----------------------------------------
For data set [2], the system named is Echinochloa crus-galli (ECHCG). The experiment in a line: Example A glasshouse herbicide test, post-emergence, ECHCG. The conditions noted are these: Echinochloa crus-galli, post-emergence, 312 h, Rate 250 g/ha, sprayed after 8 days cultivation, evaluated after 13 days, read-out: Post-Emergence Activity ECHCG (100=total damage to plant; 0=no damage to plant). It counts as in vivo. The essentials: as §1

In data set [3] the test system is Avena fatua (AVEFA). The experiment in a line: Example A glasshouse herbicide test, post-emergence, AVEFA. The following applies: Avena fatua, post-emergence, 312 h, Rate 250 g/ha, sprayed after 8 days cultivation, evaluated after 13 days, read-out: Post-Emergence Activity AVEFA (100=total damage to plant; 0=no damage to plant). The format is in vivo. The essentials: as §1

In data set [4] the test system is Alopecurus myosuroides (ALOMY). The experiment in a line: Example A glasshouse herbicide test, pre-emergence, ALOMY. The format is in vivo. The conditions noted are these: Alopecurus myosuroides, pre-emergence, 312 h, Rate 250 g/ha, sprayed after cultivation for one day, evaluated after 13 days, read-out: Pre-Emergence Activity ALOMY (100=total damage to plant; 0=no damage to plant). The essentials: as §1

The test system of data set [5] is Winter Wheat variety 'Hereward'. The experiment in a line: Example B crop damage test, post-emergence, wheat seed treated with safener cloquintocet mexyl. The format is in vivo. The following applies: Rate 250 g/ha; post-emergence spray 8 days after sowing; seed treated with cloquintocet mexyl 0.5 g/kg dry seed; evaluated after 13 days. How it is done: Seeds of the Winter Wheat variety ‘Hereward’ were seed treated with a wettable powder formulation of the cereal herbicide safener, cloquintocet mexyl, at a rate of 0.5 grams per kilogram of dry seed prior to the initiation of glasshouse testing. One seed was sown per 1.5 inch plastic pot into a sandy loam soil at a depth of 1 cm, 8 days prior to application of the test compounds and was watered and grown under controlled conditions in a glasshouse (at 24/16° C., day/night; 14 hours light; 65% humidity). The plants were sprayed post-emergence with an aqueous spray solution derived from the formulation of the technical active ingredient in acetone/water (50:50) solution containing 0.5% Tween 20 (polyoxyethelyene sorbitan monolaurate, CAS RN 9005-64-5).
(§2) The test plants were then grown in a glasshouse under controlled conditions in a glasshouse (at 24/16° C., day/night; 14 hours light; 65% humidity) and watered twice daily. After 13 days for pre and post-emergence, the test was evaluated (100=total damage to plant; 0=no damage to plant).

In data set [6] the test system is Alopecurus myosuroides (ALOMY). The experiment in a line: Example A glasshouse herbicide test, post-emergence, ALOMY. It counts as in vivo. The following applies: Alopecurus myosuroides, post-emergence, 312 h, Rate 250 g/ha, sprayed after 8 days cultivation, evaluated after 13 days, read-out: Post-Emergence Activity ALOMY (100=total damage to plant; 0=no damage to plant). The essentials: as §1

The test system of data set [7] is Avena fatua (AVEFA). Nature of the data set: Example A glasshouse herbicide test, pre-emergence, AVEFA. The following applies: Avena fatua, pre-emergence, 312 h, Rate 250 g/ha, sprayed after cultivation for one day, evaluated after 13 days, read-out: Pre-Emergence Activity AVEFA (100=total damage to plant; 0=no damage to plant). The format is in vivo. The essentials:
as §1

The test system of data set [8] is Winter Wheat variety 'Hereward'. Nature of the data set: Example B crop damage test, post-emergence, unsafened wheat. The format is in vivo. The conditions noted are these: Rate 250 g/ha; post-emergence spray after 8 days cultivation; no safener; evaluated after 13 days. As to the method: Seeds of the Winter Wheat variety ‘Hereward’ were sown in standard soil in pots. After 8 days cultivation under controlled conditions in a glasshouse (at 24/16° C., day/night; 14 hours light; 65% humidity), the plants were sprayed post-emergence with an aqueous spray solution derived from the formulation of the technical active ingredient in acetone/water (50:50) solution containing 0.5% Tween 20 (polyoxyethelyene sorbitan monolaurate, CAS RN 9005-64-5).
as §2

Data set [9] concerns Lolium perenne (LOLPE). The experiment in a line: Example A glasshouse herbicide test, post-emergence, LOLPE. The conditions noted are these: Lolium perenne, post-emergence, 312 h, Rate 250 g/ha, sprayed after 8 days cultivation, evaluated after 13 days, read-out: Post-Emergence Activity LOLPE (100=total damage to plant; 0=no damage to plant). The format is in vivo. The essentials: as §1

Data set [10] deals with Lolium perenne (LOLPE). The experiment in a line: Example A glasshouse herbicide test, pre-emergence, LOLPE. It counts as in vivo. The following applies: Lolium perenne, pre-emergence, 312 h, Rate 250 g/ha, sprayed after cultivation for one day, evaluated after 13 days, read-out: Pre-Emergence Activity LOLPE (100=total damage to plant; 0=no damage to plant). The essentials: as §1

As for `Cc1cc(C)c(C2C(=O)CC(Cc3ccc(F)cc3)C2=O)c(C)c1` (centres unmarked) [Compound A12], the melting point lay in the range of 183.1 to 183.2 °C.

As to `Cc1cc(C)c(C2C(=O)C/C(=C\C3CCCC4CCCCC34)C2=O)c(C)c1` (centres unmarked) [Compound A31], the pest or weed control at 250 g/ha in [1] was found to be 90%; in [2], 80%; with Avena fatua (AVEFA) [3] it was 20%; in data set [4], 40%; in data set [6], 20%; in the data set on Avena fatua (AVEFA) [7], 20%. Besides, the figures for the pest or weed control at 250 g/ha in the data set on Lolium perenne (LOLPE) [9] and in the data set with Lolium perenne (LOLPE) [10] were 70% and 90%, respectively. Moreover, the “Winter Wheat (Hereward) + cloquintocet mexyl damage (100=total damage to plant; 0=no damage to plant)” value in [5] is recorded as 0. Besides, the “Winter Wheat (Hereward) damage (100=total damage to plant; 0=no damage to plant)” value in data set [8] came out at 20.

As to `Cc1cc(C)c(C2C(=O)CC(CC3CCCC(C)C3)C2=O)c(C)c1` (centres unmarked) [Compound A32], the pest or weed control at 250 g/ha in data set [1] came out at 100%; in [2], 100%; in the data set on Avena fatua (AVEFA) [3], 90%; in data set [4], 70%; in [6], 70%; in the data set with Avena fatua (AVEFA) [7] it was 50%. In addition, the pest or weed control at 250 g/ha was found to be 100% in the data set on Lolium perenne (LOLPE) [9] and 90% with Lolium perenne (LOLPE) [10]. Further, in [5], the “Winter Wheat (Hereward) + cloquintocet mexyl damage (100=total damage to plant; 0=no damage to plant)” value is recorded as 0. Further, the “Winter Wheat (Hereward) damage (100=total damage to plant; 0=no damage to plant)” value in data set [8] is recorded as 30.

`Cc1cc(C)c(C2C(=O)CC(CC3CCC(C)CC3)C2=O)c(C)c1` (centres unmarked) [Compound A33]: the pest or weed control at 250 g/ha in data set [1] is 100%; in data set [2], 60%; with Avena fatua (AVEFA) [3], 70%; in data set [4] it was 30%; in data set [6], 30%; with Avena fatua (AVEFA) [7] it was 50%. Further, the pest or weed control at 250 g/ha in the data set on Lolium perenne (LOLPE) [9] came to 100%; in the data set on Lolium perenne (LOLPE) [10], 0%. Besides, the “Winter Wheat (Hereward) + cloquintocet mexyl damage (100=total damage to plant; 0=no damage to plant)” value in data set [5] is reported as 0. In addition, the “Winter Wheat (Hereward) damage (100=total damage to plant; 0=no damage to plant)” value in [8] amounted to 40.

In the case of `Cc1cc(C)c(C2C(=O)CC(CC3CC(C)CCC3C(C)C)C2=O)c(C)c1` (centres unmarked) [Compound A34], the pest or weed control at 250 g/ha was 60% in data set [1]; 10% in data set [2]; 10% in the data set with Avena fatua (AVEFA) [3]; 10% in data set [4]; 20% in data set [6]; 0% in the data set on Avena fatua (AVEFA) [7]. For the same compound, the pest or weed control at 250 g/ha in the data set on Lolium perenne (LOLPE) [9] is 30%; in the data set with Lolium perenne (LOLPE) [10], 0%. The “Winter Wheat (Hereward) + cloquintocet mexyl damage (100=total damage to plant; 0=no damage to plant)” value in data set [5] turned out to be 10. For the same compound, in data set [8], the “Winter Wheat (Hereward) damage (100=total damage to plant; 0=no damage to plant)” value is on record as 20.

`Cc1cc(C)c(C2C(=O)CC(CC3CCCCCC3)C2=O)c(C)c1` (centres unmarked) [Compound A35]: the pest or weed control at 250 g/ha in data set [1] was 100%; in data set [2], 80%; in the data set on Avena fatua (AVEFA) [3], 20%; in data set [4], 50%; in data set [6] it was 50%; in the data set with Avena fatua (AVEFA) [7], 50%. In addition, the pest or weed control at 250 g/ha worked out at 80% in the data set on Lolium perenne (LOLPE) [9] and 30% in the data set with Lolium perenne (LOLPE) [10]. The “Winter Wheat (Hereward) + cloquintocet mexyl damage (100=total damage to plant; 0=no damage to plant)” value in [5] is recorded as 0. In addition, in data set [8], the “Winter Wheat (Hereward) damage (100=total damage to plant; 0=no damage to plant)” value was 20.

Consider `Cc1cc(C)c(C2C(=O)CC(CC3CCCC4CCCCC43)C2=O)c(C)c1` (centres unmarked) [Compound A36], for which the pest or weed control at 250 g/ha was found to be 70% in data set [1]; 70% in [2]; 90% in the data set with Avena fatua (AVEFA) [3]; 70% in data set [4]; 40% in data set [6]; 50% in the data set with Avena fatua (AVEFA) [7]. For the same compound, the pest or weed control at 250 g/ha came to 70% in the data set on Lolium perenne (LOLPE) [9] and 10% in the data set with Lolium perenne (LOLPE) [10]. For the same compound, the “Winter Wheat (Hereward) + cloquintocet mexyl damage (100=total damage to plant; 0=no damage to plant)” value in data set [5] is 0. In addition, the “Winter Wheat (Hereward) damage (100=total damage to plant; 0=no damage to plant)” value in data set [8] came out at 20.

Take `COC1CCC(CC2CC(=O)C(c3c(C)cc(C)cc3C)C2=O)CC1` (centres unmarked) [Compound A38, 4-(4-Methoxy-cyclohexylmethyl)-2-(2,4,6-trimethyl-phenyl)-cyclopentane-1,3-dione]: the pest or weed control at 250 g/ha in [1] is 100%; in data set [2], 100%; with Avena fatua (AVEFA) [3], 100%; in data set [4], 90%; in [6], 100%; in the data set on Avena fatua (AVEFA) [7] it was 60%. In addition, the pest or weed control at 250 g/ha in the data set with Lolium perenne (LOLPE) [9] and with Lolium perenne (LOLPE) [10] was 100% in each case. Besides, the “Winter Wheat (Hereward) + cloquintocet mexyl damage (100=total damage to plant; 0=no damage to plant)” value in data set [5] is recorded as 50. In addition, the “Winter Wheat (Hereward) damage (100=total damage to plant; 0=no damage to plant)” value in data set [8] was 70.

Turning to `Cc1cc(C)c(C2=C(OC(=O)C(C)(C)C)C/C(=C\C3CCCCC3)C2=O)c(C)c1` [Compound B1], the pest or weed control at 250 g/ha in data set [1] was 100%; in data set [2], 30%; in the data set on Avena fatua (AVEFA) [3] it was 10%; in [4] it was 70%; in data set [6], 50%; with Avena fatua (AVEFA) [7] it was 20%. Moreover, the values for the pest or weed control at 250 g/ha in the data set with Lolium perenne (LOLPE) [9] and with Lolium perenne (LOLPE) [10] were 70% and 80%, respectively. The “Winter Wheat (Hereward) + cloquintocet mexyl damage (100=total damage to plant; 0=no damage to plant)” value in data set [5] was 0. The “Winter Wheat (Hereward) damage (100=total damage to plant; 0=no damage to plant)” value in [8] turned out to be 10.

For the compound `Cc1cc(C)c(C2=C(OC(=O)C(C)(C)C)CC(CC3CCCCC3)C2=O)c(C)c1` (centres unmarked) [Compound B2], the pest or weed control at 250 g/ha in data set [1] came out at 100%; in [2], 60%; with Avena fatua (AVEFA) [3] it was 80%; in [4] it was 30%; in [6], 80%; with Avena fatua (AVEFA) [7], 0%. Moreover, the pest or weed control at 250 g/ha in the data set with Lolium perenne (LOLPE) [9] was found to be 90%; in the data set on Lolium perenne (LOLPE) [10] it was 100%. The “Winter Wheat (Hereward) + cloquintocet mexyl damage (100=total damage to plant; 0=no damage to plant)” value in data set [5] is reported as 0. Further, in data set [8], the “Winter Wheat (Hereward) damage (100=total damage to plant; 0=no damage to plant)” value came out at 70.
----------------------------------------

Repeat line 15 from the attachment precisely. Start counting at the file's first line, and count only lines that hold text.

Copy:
As to `Cc1cc(C)c(C2C(=O)CC(CC3CCCC(C)C3)C2=O)c(C)c1` (centres unmarked) [Compound A32], the pest or weed control at 250 g/ha in data set [1] came out at 100%; in [2], 100%; in the data set on Avena fatua (AVEFA) [3], 90%; in data set [4], 70%; in [6], 70%; in the data set with Avena fatua (AVEFA) [7] it was 50%. In addition, the pest or weed control at 250 g/ha was found to be 100% in the data set on Lolium perenne (LOLPE) [9] and 90% with Lolium perenne (LOLPE) [10]. Further, in [5], the “Winter Wheat (Hereward) + cloquintocet mexyl damage (100=total damage to plant; 0=no damage to plant)” value is recorded as 0. Further, the “Winter Wheat (Hereward) damage (100=total damage to plant; 0=no damage to plant)” value in data set [8] is recorded as 30.